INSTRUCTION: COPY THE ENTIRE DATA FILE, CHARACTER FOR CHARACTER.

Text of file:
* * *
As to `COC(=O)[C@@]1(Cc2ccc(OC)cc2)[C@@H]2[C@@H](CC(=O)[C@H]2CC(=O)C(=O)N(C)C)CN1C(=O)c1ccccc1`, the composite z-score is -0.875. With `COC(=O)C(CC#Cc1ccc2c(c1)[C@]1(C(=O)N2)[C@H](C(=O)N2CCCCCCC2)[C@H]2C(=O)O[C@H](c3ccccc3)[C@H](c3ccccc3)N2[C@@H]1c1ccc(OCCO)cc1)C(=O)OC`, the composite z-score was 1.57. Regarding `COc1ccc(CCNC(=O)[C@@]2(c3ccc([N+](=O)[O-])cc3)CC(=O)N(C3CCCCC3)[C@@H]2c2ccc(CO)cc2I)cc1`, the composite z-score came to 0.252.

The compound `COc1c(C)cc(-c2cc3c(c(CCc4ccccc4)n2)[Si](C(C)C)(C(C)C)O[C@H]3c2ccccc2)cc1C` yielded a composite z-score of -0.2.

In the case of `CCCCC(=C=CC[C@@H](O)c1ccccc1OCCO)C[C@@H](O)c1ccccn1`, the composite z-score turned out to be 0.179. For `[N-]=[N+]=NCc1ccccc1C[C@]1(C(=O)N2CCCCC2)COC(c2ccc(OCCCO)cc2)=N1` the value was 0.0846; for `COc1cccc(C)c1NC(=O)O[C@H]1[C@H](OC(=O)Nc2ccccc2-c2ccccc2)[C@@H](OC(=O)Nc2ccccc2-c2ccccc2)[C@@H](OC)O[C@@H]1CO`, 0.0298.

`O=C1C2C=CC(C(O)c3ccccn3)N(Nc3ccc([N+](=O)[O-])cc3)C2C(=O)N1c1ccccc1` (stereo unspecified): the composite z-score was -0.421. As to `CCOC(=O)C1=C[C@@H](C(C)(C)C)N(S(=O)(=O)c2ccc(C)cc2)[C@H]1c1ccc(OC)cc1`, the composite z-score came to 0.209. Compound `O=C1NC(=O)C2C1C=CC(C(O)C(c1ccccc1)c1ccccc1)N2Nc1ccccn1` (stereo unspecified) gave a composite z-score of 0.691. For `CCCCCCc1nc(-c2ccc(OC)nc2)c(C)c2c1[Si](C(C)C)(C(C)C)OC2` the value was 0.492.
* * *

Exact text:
As to `COC(=O)[C@@]1(Cc2ccc(OC)cc2)[C@@H]2[C@@H](CC(=O)[C@H]2CC(=O)C(=O)N(C)C)CN1C(=O)c1ccccc1`, the composite z-score is -0.875. With `COC(=O)C(CC#Cc1ccc2c(c1)[C@]1(C(=O)N2)[C@H](C(=O)N2CCCCCCC2)[C@H]2C(=O)O[C@H](c3ccccc3)[C@H](c3ccccc3)N2[C@@H]1c1ccc(OCCO)cc1)C(=O)OC`, the composite z-score was 1.57. Regarding `COc1ccc(CCNC(=O)[C@@]2(c3ccc([N+](=O)[O-])cc3)CC(=O)N(C3CCCCC3)[C@@H]2c2ccc(CO)cc2I)cc1`, the composite z-score came to 0.252.

The compound `COc1c(C)cc(-c2cc3c(c(CCc4ccccc4)n2)[Si](C(C)C)(C(C)C)O[C@H]3c2ccccc2)cc1C` yielded a composite z-score of -0.2.

In the case of `CCCCC(=C=CC[C@@H](O)c1ccccc1OCCO)C[C@@H](O)c1ccccn1`, the composite z-score turned out to be 0.179. For `[N-]=[N+]=NCc1ccccc1C[C@]1(C(=O)N2CCCCC2)COC(c2ccc(OCCCO)cc2)=N1` the value was 0.0846; for `COc1cccc(C)c1NC(=O)O[C@H]1[C@H](OC(=O)Nc2ccccc2-c2ccccc2)[C@@H](OC(=O)Nc2ccccc2-c2ccccc2)[C@@H](OC)O[C@@H]1CO`, 0.0298.

`O=C1C2C=CC(C(O)c3ccccn3)N(Nc3ccc([N+](=O)[O-])cc3)C2C(=O)N1c1ccccc1` (stereo unspecified): the composite z-score was -0.421. As to `CCOC(=O)C1=C[C@@H](C(C)(C)C)N(S(=O)(=O)c2ccc(C)cc2)[C@H]1c1ccc(OC)cc1`, the composite z-score came to 0.209. Compound `O=C1NC(=O)C2C1C=CC(C(O)C(c1ccccc1)c1ccccc1)N2Nc1ccccn1` (stereo unspecified) gave a composite z-score of 0.691. For `CCCCCCc1nc(-c2ccc(OC)nc2)c(C)c2c1[Si](C(C)C)(C(C)C)OC2` the value was 0.492.